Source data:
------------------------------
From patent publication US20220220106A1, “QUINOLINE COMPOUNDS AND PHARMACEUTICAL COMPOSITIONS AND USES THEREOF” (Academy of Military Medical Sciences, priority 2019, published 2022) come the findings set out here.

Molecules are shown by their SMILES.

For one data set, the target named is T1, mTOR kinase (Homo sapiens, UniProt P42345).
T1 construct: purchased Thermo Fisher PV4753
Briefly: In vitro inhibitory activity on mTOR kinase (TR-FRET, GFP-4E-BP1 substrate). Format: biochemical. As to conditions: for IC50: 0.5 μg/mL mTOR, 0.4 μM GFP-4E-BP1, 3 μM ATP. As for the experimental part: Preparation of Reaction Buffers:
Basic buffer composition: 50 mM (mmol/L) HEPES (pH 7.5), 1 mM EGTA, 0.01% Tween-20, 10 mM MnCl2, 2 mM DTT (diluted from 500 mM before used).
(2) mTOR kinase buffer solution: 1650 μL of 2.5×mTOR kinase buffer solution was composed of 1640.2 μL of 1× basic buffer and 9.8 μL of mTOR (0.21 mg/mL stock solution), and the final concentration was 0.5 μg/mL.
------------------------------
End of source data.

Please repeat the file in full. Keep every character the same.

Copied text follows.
From patent publication US20220220106A1, “QUINOLINE COMPOUNDS AND PHARMACEUTICAL COMPOSITIONS AND USES THEREOF” (Academy of Military Medical Sciences, priority 2019, published 2022) come the findings set out here.

Molecules are shown by their SMILES.

For one data set, the target named is T1, mTOR kinase (Homo sapiens, UniProt P42345).
T1 construct: purchased Thermo Fisher PV4753
Briefly: In vitro inhibitory activity on mTOR kinase (TR-FRET, GFP-4E-BP1 substrate). Format: biochemical. As to conditions: for IC50: 0.5 μg/mL mTOR, 0.4 μM GFP-4E-BP1, 3 μM ATP. As for the experimental part: Preparation of Reaction Buffers:
Basic buffer composition: 50 mM (mmol/L) HEPES (pH 7.5), 1 mM EGTA, 0.01% Tween-20, 10 mM MnCl2, 2 mM DTT (diluted from 500 mM before used).
(2) mTOR kinase buffer solution: 1650 μL of 2.5×mTOR kinase buffer solution was composed of 1640.2 μL of 1× basic buffer and 9.8 μL of mTOR (0.21 mg/mL stock solution), and the final concentration was 0.5 μg/mL.